Fall Colours, Jellybean Row Edition

When you think of fall colours, foliage is usually the first thing that comes to mind. And while Newfoundland & Labrador certainly has its share of deciduous hues, around here we also tend to present our colours in a more creative way. From architecture to boats and stages to sunrises and sunsets, shades of red, yellow, purple, orange, pink, magenta, and blue can be found throughout the province's own unique palette.

As summer fades and the leaves turn, you’re bound to find inspiration through our own version of Jellybean inspired fall colours.

Architecture

The colourful rows of houses in downtown St. John’s are often referred to as Jellybean Row. This particular scheme is a historic one and features colours such as “Point Amour Red” with “Sugar Cube White”. It is one of the many traditional colour pallets which have been documented for preservation by the Heritage Foundation, and for good reason. The palette was inspired by the beautiful hues and tones found in the landscape and language of this place. Take a look at the whole gamut here.

 

 
 
 
 
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Colourful houses and buildings are no stranger to the villages and towns along the province's rugged coastlines. Historically stages, stores and netlofts were often painted with homemade ochre paint and you'll still often see these vibrant reds dotting harbours, bays and inlets. The colours of the Jellybean palette can be found throughout Newfoundland and Labrador, with communities like Trinity being a prime example of the traditional colour choices and how they survive by careful preservation today.

 

 
 
 
 
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Stages, Boats and Sheds

It’s said that in the early days, sailors – who had long been out to sea, when returning from the fishing grounds – would look up to see their homes on the hills. And, every now and then the province has been known to have a beautiful veil of fog, which is not necessarily the best condition for seeing your house. So, sailors elected to paint their homes in bright colours to make them more visible, to pop and shine against the cool grey backdrop of mist. Or so they say.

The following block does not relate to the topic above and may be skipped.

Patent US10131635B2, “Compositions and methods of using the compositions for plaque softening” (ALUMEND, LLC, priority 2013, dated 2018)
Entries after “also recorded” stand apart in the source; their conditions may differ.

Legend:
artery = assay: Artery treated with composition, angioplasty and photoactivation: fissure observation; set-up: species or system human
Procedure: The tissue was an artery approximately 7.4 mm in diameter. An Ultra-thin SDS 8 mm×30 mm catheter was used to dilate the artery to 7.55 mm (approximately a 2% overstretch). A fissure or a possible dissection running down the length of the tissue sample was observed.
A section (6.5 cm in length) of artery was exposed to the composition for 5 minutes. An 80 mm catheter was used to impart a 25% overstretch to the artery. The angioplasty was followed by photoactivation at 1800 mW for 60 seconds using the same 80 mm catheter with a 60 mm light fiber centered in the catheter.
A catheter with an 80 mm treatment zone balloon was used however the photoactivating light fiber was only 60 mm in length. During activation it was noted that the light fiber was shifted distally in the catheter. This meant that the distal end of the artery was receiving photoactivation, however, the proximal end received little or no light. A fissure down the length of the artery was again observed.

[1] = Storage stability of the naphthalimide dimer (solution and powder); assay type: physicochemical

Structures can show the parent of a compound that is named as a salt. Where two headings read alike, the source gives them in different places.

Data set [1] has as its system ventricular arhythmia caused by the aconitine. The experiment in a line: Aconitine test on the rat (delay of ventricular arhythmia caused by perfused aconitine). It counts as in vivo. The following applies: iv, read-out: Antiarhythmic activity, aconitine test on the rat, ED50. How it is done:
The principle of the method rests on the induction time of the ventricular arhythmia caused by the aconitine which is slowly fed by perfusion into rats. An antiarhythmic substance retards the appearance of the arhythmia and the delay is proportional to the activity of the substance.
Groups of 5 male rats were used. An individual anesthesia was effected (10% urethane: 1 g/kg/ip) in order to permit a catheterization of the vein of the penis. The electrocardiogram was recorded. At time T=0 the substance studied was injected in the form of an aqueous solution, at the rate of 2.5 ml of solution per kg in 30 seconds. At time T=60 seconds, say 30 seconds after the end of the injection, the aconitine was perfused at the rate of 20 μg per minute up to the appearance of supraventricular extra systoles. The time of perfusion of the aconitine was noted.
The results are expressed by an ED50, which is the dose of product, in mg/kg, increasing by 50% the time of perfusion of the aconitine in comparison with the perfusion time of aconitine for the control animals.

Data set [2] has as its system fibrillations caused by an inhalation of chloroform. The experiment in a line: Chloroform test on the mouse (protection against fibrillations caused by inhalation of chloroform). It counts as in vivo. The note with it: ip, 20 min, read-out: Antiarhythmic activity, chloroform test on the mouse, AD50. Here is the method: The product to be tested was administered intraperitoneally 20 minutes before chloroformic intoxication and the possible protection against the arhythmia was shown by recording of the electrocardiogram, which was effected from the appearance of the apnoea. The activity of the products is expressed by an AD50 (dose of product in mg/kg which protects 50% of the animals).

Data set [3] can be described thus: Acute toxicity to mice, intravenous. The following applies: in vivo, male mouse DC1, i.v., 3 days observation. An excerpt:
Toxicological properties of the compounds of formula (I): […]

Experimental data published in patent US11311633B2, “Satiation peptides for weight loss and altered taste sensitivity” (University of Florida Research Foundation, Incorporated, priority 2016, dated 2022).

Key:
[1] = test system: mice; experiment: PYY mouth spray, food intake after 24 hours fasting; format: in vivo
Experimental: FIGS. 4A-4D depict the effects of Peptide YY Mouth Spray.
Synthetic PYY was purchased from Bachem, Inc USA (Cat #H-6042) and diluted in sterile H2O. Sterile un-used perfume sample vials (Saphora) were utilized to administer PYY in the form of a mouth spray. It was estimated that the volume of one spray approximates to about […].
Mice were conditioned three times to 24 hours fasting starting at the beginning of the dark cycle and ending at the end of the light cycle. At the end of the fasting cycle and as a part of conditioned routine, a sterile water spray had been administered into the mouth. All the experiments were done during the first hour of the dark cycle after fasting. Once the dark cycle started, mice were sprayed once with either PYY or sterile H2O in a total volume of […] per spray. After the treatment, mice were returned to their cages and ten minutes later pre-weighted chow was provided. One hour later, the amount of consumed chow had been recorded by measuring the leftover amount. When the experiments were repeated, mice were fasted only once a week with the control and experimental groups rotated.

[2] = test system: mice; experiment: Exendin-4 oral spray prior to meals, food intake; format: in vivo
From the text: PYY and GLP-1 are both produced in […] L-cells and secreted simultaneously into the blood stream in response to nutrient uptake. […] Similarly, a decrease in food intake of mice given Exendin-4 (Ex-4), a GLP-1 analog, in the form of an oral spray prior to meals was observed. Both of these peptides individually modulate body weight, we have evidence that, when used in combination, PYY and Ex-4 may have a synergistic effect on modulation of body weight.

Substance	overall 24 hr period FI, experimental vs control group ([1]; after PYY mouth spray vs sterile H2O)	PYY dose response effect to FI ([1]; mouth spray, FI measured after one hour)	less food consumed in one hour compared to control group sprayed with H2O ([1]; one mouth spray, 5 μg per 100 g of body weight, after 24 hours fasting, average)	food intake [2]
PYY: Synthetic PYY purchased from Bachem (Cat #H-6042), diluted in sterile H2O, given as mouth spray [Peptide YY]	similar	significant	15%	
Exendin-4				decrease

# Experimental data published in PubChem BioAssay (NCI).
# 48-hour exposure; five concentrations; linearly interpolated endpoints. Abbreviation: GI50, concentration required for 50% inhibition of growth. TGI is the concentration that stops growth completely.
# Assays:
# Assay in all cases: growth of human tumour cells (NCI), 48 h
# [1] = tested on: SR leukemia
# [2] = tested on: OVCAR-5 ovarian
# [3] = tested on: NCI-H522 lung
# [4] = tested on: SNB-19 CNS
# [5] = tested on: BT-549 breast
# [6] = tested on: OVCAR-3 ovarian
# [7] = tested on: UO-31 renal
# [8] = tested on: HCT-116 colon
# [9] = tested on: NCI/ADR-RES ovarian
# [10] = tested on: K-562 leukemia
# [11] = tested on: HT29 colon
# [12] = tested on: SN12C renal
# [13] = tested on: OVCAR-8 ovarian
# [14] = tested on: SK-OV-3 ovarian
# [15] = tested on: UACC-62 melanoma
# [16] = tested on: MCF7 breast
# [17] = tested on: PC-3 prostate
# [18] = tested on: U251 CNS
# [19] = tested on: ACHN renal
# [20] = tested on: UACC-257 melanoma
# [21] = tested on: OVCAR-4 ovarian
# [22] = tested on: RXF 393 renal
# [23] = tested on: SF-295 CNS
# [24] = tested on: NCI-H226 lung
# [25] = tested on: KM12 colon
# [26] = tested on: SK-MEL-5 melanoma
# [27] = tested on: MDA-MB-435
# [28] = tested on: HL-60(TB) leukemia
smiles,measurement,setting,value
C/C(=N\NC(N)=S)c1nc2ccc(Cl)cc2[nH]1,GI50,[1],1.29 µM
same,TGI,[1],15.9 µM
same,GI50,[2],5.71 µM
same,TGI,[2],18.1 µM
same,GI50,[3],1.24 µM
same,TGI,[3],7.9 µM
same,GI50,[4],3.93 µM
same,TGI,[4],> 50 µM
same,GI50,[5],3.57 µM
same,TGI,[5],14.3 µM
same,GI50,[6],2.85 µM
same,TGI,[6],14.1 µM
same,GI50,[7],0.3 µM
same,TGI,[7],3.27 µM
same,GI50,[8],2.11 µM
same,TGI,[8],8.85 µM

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Of the same ilk, folklore has it that fishing families would paint their stages, stores, boats, skiffs and punts the same color as their houses as a way of identifying or branding themselves. The fishing shed is a ubiquitous part of outport Newfoundland and Labrador culture. In Cavendish colourful stages have taken on a life of their own as a photo opportunity and place of interest for explorers from all over the world.

 
 
 
 
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Food

Nature’s buffet of tasty berries, mushrooms and picnic baskets full of homemade goodness all feature our natural fall harvest colours as well as their array of tastes and smells. Dotting the marshy grounds and coastlines are little electric-orange, deep blue, and vibrant red berries. Forests of lush greens house golden chanterelles ready for picking. Whatever your flavour, you're bound to taste local foraged foods at any number of local restaurants across the province.

 
 
 
 
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Sunrise and Sunset

There are no shortage of stunning coastal vistas which make an epic backdrop for colourful fall sunrises and sunsets. As the sky's pinks and blues collide with the coast's warm earth tones, cool fall breezes help greet and end the day. Enjoy the sunrise first from Cape Spear National Historic Site, the most easterly point in North America, or enjoy watching the sunset on the west coast in places like Bottle Cove.

 
 
 
 
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Foliage

While our colours present themselves in a variety of ways, we still get our share of foliage when summer turns to fall. The landscape takes on a rich hue of earthen tones of red and russet and yellow, lilac and green. The most natural aspects of the province may very well be the most colourful of all.

 
 
 
 
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If you want to explore the colourful palette of Newfoundland and Labrador, there is no better time to visit than the fall.


 

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If you want to explore the colourful palette of Newfoundland and Labrador, there is no better time to visit than the fall.

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